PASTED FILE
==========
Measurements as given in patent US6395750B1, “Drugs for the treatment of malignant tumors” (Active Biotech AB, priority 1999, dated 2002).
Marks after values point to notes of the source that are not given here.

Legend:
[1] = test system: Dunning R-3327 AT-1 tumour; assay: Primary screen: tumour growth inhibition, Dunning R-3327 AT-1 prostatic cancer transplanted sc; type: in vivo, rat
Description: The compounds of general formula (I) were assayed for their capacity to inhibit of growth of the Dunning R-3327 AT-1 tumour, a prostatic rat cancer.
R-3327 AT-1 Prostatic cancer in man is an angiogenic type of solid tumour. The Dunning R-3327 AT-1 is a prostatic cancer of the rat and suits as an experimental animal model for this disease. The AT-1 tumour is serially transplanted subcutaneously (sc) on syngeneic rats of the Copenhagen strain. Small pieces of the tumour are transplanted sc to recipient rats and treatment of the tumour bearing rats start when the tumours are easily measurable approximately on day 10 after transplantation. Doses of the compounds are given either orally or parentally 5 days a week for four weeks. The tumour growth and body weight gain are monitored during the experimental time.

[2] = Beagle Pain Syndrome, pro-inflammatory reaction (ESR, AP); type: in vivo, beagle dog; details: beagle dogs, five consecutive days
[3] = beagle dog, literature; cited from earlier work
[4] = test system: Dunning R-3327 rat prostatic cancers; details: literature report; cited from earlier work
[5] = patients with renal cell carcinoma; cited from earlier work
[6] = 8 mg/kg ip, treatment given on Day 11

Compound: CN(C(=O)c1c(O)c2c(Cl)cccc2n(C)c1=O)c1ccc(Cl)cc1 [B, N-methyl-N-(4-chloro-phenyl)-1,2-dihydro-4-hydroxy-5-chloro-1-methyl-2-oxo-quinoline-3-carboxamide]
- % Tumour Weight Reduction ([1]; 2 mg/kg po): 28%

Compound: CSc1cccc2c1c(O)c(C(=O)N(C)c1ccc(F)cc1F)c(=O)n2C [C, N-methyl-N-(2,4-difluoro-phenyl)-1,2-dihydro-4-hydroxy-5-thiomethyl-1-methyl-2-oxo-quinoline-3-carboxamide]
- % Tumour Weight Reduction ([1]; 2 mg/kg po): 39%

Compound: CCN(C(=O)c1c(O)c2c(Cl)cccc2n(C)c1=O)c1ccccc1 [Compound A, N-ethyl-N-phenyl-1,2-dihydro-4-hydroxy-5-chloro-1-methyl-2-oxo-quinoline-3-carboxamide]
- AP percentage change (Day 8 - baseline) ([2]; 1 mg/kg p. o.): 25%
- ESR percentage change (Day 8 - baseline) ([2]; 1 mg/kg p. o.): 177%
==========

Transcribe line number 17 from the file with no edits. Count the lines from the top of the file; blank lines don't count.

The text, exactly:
- AP percentage change (Day 8 - baseline) ([2]; 1 mg/kg p. o.): 25%